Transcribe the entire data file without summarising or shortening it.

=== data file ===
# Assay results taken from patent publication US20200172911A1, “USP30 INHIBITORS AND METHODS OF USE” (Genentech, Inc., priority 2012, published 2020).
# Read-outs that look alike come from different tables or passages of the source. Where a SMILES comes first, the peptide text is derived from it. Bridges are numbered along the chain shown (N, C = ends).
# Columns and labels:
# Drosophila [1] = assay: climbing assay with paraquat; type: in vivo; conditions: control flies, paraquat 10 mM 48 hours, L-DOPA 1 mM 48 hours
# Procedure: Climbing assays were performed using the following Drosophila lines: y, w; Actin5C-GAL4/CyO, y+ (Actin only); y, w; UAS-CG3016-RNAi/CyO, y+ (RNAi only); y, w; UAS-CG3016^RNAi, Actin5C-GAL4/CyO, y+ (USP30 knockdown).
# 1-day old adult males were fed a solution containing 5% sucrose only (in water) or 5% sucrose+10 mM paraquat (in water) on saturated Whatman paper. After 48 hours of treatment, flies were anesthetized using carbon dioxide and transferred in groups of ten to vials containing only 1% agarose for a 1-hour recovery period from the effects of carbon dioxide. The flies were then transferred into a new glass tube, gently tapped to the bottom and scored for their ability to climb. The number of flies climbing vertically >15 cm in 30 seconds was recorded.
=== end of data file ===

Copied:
# Assay results taken from patent publication US20200172911A1, “USP30 INHIBITORS AND METHODS OF USE” (Genentech, Inc., priority 2012, published 2020).
# Read-outs that look alike come from different tables or passages of the source. Where a SMILES comes first, the peptide text is derived from it. Bridges are numbered along the chain shown (N, C = ends).
# Columns and labels:
# Drosophila [1] = assay: climbing assay with paraquat; type: in vivo; conditions: control flies, paraquat 10 mM 48 hours, L-DOPA 1 mM 48 hours
# Procedure: Climbing assays were performed using the following Drosophila lines: y, w; Actin5C-GAL4/CyO, y+ (Actin only); y, w; UAS-CG3016-RNAi/CyO, y+ (RNAi only); y, w; UAS-CG3016^RNAi, Actin5C-GAL4/CyO, y+ (USP30 knockdown).
# 1-day old adult males were fed a solution containing 5% sucrose only (in water) or 5% sucrose+10 mM paraquat (in water) on saturated Whatman paper. After 48 hours of treatment, flies were anesthetized using carbon dioxide and transferred in groups of ten to vials containing only 1% agarose for a 1-hour recovery period from the effects of carbon dioxide. The flies were then transferred into a new glass tube, gently tapped to the bottom and scored for their ability to climb. The number of flies climbing vertically >15 cm in 30 seconds was recorded.